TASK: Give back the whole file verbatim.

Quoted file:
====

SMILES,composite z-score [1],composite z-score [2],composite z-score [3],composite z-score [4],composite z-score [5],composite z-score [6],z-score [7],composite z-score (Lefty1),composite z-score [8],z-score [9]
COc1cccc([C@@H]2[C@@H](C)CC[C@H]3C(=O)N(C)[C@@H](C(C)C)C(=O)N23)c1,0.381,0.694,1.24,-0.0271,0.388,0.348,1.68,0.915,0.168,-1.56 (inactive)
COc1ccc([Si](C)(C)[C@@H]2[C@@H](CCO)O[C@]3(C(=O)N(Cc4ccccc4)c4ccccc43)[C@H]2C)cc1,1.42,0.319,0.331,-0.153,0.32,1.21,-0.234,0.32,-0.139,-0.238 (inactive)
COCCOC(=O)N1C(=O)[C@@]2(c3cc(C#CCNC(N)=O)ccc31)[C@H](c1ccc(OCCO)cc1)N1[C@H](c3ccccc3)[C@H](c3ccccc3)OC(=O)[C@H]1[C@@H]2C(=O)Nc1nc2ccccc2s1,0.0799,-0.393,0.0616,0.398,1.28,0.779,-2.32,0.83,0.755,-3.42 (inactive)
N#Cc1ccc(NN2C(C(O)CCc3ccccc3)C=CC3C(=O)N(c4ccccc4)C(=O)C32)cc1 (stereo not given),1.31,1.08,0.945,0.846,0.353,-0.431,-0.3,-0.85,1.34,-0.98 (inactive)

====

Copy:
SMILES,composite z-score [1],composite z-score [2],composite z-score [3],composite z-score [4],composite z-score [5],composite z-score [6],z-score [7],composite z-score (Lefty1),composite z-score [8],z-score [9]
COc1cccc([C@@H]2[C@@H](C)CC[C@H]3C(=O)N(C)[C@@H](C(C)C)C(=O)N23)c1,0.381,0.694,1.24,-0.0271,0.388,0.348,1.68,0.915,0.168,-1.56 (inactive)
COc1ccc([Si](C)(C)[C@@H]2[C@@H](CCO)O[C@]3(C(=O)N(Cc4ccccc4)c4ccccc43)[C@H]2C)cc1,1.42,0.319,0.331,-0.153,0.32,1.21,-0.234,0.32,-0.139,-0.238 (inactive)
COCCOC(=O)N1C(=O)[C@@]2(c3cc(C#CCNC(N)=O)ccc31)[C@H](c1ccc(OCCO)cc1)N1[C@H](c3ccccc3)[C@H](c3ccccc3)OC(=O)[C@H]1[C@@H]2C(=O)Nc1nc2ccccc2s1,0.0799,-0.393,0.0616,0.398,1.28,0.779,-2.32,0.83,0.755,-3.42 (inactive)
N#Cc1ccc(NN2C(C(O)CCc3ccccc3)C=CC3C(=O)N(c4ccccc4)C(=O)C32)cc1 (stereo not given),1.31,1.08,0.945,0.846,0.353,-0.431,-0.3,-0.85,1.34,-0.98 (inactive)